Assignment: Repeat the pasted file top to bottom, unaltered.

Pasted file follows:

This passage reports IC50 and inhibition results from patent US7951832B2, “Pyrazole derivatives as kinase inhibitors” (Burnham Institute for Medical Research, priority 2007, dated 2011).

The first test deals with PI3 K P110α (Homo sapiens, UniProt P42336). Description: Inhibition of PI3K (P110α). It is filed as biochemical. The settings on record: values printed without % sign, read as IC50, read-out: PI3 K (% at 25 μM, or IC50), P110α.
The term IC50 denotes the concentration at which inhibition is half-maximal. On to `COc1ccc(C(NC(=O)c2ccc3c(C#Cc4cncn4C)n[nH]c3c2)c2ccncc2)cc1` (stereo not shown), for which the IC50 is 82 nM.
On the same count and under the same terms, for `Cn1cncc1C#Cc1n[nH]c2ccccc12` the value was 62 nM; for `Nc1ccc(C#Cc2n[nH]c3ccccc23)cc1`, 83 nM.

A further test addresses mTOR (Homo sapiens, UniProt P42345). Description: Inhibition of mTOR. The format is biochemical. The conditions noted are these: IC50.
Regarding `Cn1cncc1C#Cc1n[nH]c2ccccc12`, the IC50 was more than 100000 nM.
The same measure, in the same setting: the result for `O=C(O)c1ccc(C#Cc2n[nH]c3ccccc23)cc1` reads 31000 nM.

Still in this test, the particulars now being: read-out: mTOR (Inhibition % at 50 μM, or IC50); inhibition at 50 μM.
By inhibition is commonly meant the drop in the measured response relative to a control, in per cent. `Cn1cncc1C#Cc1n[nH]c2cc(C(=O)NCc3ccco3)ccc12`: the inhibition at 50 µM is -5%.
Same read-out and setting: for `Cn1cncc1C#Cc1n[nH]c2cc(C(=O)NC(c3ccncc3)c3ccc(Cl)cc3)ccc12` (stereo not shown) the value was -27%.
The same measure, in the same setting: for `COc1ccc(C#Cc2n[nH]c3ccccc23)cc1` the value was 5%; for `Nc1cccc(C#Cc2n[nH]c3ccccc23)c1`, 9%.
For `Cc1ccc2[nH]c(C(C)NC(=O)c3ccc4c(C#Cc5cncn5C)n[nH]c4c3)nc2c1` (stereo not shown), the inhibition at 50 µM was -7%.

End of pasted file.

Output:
This passage reports IC50 and inhibition results from patent US7951832B2, “Pyrazole derivatives as kinase inhibitors” (Burnham Institute for Medical Research, priority 2007, dated 2011).

The first test deals with PI3 K P110α (Homo sapiens, UniProt P42336). Description: Inhibition of PI3K (P110α). It is filed as biochemical. The settings on record: values printed without % sign, read as IC50, read-out: PI3 K (% at 25 μM, or IC50), P110α.
The term IC50 denotes the concentration at which inhibition is half-maximal. On to `COc1ccc(C(NC(=O)c2ccc3c(C#Cc4cncn4C)n[nH]c3c2)c2ccncc2)cc1` (stereo not shown), for which the IC50 is 82 nM.
On the same count and under the same terms, for `Cn1cncc1C#Cc1n[nH]c2ccccc12` the value was 62 nM; for `Nc1ccc(C#Cc2n[nH]c3ccccc23)cc1`, 83 nM.

A further test addresses mTOR (Homo sapiens, UniProt P42345). Description: Inhibition of mTOR. The format is biochemical. The conditions noted are these: IC50.
Regarding `Cn1cncc1C#Cc1n[nH]c2ccccc12`, the IC50 was more than 100000 nM.
The same measure, in the same setting: the result for `O=C(O)c1ccc(C#Cc2n[nH]c3ccccc23)cc1` reads 31000 nM.

Still in this test, the particulars now being: read-out: mTOR (Inhibition % at 50 μM, or IC50); inhibition at 50 μM.
By inhibition is commonly meant the drop in the measured response relative to a control, in per cent. `Cn1cncc1C#Cc1n[nH]c2cc(C(=O)NCc3ccco3)ccc12`: the inhibition at 50 µM is -5%.
Same read-out and setting: for `Cn1cncc1C#Cc1n[nH]c2cc(C(=O)NC(c3ccncc3)c3ccc(Cl)cc3)ccc12` (stereo not shown) the value was -27%.
The same measure, in the same setting: for `COc1ccc(C#Cc2n[nH]c3ccccc23)cc1` the value was 5%; for `Nc1cccc(C#Cc2n[nH]c3ccccc23)c1`, 9%.
For `Cc1ccc2[nH]c(C(C)NC(=O)c3ccc4c(C#Cc5cncn5C)n[nH]c4c3)nc2c1` (stereo not shown), the inhibition at 50 µM was -7%.